Marcus Evans has launched the i-Risk: Intelligent Risk Management for a New Age conference scheduled to take place on the 19th & 20th of June 2014 at the Protea Hotel Fire & Ice! Melrose Arch in Johannesburg, South Africa. Organisations currently face a myriad of challenges ranging from internal factors of governance and compliance through to macro threats such as economic instability and market volatility. This conference provides a holistic perspective on current and emerging threats as well as the tools required to navigate this challenging landscape. A strong emphasis is placed on the future of risk in Southern Africa and how to lay the strategic foundations to ensure competitive edge and a healthy bottom line.
Presenting on a case study with the title of “Considering the Changing Roles and Responsibilities of Risk Champions” is Zanele Zeka, Executive Manager: Risk & Compliance of Richards Bay Industrial Development Zone. We explore her expert opinion and view of the industry as well as her take on the Risk and Compliance department job roles today in this exclusive interview.
· What is your view and expert opinion about the upcoming conference?
Presentation topics will address issues of current importance in insurance, risk management, and related areas.
· Tell us a bit more on your opinions on the market generally in relevance to the industry?
Risk Management plays an important and multi-faceted role in analysing an increasing risk aversion in developing regions such as SADC, and to explain better the contributions of insurance to welfare in emerging economies through, for instance, public-private cooperation. Risk practitioners seek in particular to understand the nature of emerging and key strategic risks—such as extreme events and those stemming from societal and technological developments (e.g. cyber security)—and to understand how and where they relate to insurance.
· Can you share a successful case study/story with us about your experience as Executive Manager: Risk & Compliance at Risk Bay Industrial Development Zone?
The RBIDZ has an advantage in that risk management is handled at executive level and therefore buy in is not difficult. The RBIDZ has established a formal regime of dealing with risk management. We compile an Annual Risk Action Plan and conduct Annual Risk assessments shortly after compiling an Annual Performance Plan. All executive managers are risk champions for the operational risks emanating from their Business Units. The Executive Committee (EXCO) also serves as a risk Committee and risk management is a standing agenda item in all EXCO meetings.
Our biggest risk is in procurement and therefore the executive manager responsible for Risk and Compliance is a permanent Chairperson of the Bid Specification Committee and also sits as an observer in Bid Evaluation Committee. Since joining the company in 2010 we have developed infrastructure to the tune of R280mill and all those services were procured through open tenders and we have not had a single litigation, no project has been left unfinished and all our projects have been implemented on time and on budget, because we avoid all possible risks at procurement.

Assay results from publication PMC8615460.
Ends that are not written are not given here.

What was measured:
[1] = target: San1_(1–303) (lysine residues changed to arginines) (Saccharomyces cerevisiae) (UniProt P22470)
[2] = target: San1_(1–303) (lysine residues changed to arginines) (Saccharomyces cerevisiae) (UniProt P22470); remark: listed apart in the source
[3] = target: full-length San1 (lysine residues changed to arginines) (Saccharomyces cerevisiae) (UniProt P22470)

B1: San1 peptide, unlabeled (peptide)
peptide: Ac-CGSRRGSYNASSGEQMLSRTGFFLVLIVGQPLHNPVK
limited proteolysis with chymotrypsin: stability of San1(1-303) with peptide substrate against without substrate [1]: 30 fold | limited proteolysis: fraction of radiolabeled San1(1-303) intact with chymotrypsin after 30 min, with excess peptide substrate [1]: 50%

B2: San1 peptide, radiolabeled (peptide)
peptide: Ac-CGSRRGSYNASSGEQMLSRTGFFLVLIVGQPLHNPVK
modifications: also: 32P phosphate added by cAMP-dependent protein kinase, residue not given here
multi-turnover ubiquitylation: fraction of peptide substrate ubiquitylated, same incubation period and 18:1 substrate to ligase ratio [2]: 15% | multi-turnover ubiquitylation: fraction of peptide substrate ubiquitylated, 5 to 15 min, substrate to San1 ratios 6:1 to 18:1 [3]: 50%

· You will be presenting at the upcoming conference. Which topic in the event interests you most? Why?
Considering the Changing Roles and Responsibilities of Risk Champions. I am passionate about this topic
· What role do you see from Top management heads & Officers of Risk and Compliance department evolving to in the near future?
Provide a platform between the insurance community, the engineering and academic communities, policymakers, and a wider audience to discuss issues on balancing risks and opportunities.
Foster the use of risk assessment and risk management in new fields of application, such as policymaking.
Identify new opportunities for insurers in the emerging sustainability concept in order to enlarge the field of insurable and insured risks.
· How would you advise professionals to respond to current and emerging threats in Southern Africa such as economic instability and market volatility?
They must research and illustrate the new risks in the emerging service economy, based on an extended performance responsibility of economic actors and then suggest mitigating actions. This could promote the concept of the insurability of risks as the ‘natural’ borderline between state legislation and the market economy.
· Any added views you wish to highlight on your upcoming presentation at this event?
Being expected to do more with less financial and human resources has become the status quo at all levels of government in South Africa. The current environment of national fiscal restraint makes an already difficult job even more challenging, and means every decision must be scrutinized more carefully. This restraint calls for innovation and transformation. What are the implications for risk management when the stakes are raised, results more closely scrutinized, and resources reduced? How can risk management thrive in this environment?
For more information on the event details, please view: